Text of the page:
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In 2004, a group of scientists, researchers, and school officials met to discuss the issue of water quality. At the time, I was the Director of Education at Big Island Lake Education. The chief and council had approached me to look at the water issue in Big Island Lake, because we were beginning to see a number of problems, such as, large number of parasites in the fish, water levels were dropping, and high levels of contaminants being found at the source of the communities drinking water. Concerns were expressed about mercury levels increasing because of the clear-cutting by the pulp and paper industry. Apparently research has shown that when an area of forest is completely cut down, this allows for rain and runoff to flow more easily into streams and rivers causing more mercury to gather in larger waterways. All these concerns were expressed to me, and they wanted something done about it. So I called together a few researcher friends that I knew, and eventually a group of people came together to discuss putting together a research team.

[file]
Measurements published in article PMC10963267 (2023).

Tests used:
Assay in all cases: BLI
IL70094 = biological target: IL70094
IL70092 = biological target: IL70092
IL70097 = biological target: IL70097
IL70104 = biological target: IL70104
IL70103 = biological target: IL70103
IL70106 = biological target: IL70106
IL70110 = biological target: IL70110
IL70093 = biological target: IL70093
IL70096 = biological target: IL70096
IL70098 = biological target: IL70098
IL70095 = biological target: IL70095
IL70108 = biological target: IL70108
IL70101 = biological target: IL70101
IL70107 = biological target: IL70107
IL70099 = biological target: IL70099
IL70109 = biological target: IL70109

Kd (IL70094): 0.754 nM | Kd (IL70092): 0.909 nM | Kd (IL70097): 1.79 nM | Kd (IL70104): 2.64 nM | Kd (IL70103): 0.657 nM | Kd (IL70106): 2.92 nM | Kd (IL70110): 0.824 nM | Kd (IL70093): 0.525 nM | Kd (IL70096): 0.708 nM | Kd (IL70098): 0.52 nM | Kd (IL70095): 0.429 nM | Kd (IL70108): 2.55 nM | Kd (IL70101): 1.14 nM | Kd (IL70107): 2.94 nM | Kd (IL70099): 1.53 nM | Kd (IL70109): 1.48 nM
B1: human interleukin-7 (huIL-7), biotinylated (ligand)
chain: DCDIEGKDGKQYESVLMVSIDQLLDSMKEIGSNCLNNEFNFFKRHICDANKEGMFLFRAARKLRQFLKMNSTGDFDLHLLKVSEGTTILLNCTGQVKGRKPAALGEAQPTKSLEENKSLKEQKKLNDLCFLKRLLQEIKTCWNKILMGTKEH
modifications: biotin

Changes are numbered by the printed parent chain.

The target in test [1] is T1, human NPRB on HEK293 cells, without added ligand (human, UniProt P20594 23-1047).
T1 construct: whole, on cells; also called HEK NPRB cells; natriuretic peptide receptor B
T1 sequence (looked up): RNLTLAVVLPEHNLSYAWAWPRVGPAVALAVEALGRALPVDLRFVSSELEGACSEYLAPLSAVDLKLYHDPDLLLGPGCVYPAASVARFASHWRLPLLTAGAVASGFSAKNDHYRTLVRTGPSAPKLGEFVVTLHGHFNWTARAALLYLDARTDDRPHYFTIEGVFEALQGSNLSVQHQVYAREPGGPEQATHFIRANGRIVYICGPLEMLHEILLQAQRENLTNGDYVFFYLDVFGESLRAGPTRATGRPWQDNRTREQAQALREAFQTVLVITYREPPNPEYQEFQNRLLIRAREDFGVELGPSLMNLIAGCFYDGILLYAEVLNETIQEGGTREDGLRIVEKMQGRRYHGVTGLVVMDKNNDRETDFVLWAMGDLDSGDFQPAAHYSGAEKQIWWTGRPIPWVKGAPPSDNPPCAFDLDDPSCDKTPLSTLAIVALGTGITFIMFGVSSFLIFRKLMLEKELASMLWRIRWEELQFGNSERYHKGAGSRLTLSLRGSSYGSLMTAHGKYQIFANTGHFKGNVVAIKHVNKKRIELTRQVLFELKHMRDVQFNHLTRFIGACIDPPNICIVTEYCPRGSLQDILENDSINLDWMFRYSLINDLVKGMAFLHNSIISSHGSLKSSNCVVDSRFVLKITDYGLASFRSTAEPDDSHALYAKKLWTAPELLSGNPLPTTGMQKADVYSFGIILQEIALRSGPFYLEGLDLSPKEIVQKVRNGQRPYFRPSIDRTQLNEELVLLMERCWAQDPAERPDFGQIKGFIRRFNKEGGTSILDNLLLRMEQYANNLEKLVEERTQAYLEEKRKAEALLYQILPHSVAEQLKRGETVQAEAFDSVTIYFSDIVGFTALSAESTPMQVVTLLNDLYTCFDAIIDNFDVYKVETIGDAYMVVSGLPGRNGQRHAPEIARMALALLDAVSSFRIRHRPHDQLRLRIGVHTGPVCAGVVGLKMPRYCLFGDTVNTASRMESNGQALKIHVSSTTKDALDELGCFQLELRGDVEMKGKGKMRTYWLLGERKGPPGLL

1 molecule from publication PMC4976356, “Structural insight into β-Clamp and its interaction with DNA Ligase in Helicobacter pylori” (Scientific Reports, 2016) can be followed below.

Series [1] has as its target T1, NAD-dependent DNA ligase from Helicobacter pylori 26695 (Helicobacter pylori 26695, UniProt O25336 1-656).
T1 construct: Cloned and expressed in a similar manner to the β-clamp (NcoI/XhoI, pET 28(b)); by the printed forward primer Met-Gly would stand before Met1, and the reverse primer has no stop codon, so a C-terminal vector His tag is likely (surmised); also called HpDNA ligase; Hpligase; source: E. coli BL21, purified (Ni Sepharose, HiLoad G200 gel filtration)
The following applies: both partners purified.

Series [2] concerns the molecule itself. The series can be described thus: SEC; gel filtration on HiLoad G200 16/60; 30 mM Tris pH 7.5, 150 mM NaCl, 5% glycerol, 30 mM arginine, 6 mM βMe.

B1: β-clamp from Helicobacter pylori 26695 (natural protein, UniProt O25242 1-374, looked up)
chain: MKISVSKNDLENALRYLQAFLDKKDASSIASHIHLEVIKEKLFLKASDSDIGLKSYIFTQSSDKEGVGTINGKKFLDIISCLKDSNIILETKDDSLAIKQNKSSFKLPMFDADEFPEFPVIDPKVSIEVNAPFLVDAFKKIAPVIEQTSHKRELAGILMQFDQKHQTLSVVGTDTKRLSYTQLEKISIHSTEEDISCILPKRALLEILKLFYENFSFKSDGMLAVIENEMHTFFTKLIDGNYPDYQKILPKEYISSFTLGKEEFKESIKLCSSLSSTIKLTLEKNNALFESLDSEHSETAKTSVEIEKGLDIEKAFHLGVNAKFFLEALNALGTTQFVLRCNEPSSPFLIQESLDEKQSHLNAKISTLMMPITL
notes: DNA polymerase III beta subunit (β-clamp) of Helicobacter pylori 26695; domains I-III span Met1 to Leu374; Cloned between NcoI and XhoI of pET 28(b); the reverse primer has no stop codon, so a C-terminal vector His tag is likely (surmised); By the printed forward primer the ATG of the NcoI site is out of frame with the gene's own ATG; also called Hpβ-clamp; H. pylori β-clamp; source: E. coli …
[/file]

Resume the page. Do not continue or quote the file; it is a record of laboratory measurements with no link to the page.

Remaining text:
One thing that was made very clear at the outset was that none of this research was to be used for legal battles, otherwise some of the funding sources would have to leave the discussions and research immediately. The vision for this group was to create awareness about water issues within a community, but also provide hands-on experience for students that might stir an interest in scientific research. Currently, we have very few First Nations scientists. We want to create an interest in students about the importance of science through the research of water quality.

It's been a few years since we first started this project. We received some grant money to do the initial research that justifies applying for further funding. The group has published an academic article, and completed a variety of presentations to groups about the work that is being done.

The project has expanded beyond just Big Island Lake to Hatchet Lake, Red Earth, and Sturgeon Lake, and is currently in discussions with a First Nations community on Vancouver Island. Even though this is our target group, we are not limited to these areas. If there are other communities that would like to join, please contact us. We would love to discuss this project further. It really is important work educating our young people about the value of water.

Vince Hill